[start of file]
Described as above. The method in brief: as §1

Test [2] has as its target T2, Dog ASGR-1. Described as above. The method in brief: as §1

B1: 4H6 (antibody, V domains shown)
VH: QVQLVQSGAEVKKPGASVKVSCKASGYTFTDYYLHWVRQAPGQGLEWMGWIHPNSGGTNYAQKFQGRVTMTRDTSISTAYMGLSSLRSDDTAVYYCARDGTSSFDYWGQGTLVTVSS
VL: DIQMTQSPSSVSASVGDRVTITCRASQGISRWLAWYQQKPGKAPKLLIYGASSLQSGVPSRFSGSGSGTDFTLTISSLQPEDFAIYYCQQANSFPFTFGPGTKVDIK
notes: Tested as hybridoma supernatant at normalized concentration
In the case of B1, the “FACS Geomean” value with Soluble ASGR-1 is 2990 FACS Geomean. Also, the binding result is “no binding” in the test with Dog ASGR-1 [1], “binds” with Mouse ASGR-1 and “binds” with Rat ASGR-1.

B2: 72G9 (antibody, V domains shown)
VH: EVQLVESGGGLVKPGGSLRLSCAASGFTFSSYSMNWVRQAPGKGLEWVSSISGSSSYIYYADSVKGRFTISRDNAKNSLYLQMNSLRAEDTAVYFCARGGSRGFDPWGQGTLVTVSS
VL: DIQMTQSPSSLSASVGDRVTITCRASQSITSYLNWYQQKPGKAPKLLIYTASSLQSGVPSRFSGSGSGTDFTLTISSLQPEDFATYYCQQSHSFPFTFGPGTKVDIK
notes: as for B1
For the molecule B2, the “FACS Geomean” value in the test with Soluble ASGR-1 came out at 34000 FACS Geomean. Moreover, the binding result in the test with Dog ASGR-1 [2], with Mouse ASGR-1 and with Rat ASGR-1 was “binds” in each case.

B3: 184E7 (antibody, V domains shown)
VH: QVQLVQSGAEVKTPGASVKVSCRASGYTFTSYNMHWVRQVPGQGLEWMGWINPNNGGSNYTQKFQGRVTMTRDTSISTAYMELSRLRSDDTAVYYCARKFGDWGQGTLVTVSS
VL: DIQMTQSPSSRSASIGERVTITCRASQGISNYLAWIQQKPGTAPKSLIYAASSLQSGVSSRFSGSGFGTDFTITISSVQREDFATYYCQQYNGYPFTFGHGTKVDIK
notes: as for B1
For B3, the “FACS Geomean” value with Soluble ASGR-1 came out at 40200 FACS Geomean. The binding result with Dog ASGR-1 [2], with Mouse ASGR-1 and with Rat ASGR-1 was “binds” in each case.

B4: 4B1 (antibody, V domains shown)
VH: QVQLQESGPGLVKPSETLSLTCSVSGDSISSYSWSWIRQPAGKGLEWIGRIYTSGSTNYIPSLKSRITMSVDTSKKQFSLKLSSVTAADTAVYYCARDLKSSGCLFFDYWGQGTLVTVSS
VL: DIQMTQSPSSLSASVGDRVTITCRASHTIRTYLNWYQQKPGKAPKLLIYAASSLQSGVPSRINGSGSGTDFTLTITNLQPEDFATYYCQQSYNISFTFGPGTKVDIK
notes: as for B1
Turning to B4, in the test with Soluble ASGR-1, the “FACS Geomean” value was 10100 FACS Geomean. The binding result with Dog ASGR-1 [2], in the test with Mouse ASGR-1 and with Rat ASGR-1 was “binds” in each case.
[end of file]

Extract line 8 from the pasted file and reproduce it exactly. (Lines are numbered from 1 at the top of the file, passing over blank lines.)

B2: 72G9 (antibody, V domains shown)